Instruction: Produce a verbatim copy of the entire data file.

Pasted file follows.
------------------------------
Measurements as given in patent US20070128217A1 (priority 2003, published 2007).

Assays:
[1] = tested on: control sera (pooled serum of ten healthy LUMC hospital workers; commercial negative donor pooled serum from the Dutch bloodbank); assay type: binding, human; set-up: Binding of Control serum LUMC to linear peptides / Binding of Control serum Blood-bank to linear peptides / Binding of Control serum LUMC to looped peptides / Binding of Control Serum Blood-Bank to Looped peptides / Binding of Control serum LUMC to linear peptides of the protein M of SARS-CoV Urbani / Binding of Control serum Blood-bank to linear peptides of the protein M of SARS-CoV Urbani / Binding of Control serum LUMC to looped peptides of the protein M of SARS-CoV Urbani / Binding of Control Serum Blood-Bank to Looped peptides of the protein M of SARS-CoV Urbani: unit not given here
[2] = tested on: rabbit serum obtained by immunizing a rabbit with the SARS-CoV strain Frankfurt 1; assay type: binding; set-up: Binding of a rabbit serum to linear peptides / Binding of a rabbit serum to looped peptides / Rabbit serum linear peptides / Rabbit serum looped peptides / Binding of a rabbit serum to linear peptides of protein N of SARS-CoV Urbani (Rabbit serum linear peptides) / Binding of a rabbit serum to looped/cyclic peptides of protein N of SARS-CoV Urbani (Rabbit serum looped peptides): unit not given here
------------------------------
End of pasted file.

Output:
Measurements as given in patent US20070128217A1 (priority 2003, published 2007).

Assays:
[1] = tested on: control sera (pooled serum of ten healthy LUMC hospital workers; commercial negative donor pooled serum from the Dutch bloodbank); assay type: binding, human; set-up: Binding of Control serum LUMC to linear peptides / Binding of Control serum Blood-bank to linear peptides / Binding of Control serum LUMC to looped peptides / Binding of Control Serum Blood-Bank to Looped peptides / Binding of Control serum LUMC to linear peptides of the protein M of SARS-CoV Urbani / Binding of Control serum Blood-bank to linear peptides of the protein M of SARS-CoV Urbani / Binding of Control serum LUMC to looped peptides of the protein M of SARS-CoV Urbani / Binding of Control Serum Blood-Bank to Looped peptides of the protein M of SARS-CoV Urbani: unit not given here
[2] = tested on: rabbit serum obtained by immunizing a rabbit with the SARS-CoV strain Frankfurt 1; assay type: binding; set-up: Binding of a rabbit serum to linear peptides / Binding of a rabbit serum to looped peptides / Rabbit serum linear peptides / Rabbit serum looped peptides / Binding of a rabbit serum to linear peptides of protein N of SARS-CoV Urbani (Rabbit serum linear peptides) / Binding of a rabbit serum to looped/cyclic peptides of protein N of SARS-CoV Urbani (Rabbit serum looped peptides): unit not given here